One last thing to note- they are closed during the summer because of how hot it gets; however, during the fall and winter months the nights stay relatively cool because all of the super cold air goes into the basin.
Primitive Roadside Camping
A backcountry permit is required if you want to go to a primitive camp. I didn’t even know this was an option when we were there until we drove to our hiking destination.
The National Park Service recommends you have a four-wheel drive, high clearance vehicle for the drive to your site.
Naturally, these are dry sites, so prepare accordingly!
What Makes Big Bend National Park Special
International Dark Sky- it’s DARK
Again, this is the only reason I would go during the summer. Big Bend is the darkest place in the lower forty-eight states. If Joshua Tree was any indication, I have every intention of coming here at some point in my life during the summer. Night skies get to me!
Rumor has it the best place to look from your car is Sotol Vista Overlook. For the full experience though, park there at sunset and hike the half-mile to Langford Hot Springs. If you opt to do it in the fall, you could even relax in the natural hot springs while watching the stars twinkle because, yes, they actually do that!
It’s the same half-mile as in the dark sky from the paragraph above. Everything that I read said it was an easy hike and is right on the Rio Grande river.
The pictures are beautiful too; although I have read that during the spring months it can get muddy and you may have to dig a bit to get to the clean water.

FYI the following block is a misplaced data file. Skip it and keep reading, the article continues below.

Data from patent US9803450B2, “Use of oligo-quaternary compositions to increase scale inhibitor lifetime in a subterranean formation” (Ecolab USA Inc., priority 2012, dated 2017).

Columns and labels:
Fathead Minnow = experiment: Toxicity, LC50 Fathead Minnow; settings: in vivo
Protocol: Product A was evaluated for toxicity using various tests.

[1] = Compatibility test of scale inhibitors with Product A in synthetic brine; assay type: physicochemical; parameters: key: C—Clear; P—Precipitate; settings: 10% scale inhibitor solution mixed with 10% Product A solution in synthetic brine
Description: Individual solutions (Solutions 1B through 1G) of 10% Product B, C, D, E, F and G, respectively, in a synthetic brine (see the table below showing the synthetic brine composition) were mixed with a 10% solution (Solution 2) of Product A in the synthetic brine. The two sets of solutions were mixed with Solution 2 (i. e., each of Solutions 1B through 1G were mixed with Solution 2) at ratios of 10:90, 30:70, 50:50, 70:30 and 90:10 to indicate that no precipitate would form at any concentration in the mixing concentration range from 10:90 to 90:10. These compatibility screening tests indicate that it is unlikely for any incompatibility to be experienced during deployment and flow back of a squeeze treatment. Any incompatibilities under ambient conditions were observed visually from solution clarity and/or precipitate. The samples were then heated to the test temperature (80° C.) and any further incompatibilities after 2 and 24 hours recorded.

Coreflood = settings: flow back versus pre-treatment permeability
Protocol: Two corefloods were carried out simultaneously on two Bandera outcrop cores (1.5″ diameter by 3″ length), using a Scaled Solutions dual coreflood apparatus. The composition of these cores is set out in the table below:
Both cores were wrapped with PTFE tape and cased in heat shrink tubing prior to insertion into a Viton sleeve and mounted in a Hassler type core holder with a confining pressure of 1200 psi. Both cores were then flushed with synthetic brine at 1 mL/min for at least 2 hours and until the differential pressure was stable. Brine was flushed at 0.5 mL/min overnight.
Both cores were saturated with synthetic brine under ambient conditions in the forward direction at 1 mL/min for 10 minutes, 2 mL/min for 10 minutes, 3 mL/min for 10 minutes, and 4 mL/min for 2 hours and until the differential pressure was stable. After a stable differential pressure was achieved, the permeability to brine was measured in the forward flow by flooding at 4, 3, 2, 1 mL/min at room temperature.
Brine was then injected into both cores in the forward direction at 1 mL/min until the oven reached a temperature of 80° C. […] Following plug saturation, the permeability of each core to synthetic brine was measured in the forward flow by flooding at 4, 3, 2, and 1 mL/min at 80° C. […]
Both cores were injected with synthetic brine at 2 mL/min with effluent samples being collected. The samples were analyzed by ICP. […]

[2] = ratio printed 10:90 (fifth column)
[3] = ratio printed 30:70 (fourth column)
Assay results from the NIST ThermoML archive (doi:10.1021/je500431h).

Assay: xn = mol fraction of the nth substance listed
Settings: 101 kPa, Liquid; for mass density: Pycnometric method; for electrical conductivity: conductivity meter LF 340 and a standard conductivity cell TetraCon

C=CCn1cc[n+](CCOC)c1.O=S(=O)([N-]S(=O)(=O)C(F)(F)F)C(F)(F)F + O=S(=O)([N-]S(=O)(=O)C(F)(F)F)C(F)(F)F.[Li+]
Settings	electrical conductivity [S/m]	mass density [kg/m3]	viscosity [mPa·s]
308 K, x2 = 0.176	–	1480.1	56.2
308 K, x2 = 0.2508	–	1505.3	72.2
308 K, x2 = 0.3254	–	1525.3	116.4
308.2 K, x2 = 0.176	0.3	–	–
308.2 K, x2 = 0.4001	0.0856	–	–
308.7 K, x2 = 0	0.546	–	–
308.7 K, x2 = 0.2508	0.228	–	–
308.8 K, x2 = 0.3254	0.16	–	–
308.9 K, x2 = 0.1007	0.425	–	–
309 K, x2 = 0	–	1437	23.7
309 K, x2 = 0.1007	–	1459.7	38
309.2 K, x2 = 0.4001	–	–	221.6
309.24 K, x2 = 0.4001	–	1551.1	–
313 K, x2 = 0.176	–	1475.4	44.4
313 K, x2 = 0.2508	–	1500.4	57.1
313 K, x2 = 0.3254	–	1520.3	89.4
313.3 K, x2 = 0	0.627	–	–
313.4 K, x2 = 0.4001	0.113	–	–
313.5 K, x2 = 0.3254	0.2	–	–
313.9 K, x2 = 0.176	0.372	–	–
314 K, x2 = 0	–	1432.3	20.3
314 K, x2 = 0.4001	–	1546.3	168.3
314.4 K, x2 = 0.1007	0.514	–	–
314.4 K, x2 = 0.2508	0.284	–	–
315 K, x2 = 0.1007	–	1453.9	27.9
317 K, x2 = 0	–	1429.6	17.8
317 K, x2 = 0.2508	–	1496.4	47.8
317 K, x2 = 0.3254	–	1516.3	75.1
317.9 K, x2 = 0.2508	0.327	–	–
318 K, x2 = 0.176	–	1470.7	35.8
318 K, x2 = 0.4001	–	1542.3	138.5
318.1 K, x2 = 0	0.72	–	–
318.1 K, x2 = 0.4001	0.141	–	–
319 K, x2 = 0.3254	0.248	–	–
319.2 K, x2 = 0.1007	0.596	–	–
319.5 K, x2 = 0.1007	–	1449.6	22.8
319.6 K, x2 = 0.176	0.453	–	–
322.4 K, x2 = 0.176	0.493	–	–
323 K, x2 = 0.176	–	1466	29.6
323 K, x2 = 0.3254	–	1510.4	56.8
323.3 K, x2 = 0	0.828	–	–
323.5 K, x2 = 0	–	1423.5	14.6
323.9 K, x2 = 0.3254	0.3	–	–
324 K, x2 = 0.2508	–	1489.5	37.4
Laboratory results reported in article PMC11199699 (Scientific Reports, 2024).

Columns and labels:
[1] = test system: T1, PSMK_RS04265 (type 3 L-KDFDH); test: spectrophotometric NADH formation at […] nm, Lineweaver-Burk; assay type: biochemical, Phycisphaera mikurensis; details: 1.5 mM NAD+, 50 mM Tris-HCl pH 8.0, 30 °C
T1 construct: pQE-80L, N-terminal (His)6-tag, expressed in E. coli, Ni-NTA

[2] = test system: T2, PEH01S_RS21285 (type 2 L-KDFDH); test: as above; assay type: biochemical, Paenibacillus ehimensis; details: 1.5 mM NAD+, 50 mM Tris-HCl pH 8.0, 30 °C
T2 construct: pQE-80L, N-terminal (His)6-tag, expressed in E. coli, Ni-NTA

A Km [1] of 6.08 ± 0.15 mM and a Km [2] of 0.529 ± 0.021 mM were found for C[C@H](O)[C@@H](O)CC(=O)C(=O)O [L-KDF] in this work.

We spent most of our Saturday during this event driving around. We took some weird four-by-four trails that led us to River Road, where we stumbled upon Mariscal Mine.
The mine sits high up on a hill that is beautiful once you get to the top of it. The site overlooks a blank slate for miles and miles.
Up close though, you have buildings that were created in the 1920s by the twenty to forty men who came over from Mexico to work. According to the National Park Service, only three men that worked there were US citizens.
The mine had a history of opening and closing but finally shut down in 1942, although at the time boasted the creation of 1,400 seventy-six pound flasks of mercury. That’s a fourth of the production in the US at the time.
A couple of things to consider: It is vast nothingness, so it will be hot in the summertime. Also, remember to leave no trace and don’t touch anything on the mine; after all, it once was used to make mercury!
If you are looking to truly get away and experience a different type of nature than the forest. One where you could truly be the only person for miles, then this is the National Park for you.
In case you can’t tell, I can’t wait to go again. To explore the darkness, to be warmed by her waters, and just to be.